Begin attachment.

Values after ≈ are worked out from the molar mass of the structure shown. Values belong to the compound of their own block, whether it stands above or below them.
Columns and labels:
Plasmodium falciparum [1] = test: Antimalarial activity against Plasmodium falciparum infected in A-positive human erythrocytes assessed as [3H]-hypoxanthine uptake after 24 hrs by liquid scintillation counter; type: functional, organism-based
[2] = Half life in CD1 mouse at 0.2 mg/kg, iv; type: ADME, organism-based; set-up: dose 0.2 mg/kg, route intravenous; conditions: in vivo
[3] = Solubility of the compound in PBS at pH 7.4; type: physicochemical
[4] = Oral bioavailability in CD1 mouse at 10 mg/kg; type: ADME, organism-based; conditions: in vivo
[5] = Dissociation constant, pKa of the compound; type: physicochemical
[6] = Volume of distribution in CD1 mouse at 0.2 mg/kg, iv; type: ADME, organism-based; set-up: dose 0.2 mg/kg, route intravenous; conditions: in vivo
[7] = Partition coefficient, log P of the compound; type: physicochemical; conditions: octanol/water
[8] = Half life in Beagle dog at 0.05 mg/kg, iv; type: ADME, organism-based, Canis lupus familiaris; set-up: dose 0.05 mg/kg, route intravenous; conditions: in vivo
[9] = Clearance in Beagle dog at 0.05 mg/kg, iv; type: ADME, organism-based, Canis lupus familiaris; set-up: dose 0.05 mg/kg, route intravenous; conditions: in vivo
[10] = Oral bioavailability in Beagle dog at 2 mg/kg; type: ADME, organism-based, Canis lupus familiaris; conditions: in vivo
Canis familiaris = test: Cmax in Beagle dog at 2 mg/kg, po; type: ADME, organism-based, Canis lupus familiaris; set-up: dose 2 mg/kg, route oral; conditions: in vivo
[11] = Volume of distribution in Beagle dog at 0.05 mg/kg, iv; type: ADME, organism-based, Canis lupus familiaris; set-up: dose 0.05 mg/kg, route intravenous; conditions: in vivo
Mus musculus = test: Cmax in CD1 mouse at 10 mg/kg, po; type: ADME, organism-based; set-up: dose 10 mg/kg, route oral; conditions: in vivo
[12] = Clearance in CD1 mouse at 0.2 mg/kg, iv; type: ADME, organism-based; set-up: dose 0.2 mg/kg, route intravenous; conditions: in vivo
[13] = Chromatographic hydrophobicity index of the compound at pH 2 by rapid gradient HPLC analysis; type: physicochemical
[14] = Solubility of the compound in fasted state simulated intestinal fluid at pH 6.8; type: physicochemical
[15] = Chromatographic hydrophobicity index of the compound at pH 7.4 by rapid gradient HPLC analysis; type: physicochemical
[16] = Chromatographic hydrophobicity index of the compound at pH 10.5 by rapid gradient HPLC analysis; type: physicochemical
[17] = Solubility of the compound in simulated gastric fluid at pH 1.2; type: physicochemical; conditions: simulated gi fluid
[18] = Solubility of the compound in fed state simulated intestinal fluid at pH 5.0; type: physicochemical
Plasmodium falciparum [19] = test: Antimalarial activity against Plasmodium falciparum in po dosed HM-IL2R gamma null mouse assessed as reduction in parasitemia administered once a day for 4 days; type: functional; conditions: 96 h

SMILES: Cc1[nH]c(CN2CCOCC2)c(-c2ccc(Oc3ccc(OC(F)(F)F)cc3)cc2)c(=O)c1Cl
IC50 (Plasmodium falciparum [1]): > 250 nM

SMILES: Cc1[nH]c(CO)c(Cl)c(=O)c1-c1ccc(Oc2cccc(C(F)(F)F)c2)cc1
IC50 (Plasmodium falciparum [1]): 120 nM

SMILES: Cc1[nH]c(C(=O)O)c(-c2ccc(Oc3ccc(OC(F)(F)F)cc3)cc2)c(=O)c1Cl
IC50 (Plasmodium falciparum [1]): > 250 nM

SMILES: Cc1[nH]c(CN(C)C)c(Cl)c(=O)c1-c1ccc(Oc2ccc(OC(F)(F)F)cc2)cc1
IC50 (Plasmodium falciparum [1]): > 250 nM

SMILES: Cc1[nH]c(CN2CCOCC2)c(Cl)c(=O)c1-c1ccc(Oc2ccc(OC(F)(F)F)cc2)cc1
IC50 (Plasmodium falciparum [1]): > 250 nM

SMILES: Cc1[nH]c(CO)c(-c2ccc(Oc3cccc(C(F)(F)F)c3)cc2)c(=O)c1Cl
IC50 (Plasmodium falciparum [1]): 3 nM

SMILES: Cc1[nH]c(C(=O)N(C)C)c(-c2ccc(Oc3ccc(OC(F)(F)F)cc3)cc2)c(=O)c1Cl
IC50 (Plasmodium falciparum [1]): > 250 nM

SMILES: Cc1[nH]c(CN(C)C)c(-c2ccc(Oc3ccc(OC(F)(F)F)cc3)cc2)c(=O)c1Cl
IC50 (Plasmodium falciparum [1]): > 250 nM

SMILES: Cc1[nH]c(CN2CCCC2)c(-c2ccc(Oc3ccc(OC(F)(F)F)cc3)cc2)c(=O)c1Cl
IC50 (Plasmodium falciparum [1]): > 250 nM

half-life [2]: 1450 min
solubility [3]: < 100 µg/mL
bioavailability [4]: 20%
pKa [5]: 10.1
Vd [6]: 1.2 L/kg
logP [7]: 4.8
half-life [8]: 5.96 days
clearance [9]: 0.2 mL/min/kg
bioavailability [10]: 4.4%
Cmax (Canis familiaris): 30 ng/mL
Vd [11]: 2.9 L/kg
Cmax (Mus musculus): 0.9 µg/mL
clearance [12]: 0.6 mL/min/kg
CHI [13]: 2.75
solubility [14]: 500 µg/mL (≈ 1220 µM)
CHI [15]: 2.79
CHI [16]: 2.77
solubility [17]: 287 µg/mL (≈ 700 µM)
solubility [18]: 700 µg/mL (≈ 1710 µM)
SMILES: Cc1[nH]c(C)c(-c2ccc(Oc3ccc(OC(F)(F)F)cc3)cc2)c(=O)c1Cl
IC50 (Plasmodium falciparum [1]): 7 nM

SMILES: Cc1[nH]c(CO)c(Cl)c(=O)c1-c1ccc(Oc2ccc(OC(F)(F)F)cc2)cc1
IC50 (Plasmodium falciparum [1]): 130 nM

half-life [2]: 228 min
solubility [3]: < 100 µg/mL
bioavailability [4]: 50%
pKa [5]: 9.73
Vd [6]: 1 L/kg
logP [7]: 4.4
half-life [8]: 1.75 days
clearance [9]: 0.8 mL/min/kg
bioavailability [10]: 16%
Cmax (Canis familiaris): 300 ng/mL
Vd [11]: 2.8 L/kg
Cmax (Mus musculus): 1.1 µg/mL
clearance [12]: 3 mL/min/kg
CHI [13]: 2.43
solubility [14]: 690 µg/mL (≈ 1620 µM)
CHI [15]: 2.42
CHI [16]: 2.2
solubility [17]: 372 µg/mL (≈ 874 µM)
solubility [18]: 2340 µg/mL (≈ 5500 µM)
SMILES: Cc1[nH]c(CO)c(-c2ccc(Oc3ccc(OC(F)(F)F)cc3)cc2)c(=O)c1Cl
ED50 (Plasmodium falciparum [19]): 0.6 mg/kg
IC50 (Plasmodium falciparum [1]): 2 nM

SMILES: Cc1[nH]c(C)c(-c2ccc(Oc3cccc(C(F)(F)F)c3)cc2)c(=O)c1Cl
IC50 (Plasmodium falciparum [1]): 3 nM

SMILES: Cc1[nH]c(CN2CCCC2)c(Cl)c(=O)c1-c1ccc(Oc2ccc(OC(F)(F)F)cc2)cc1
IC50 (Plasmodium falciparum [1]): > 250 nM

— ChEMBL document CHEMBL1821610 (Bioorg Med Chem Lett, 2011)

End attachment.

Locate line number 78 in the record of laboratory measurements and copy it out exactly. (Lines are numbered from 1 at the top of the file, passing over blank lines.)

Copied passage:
CHI [13]: 2.43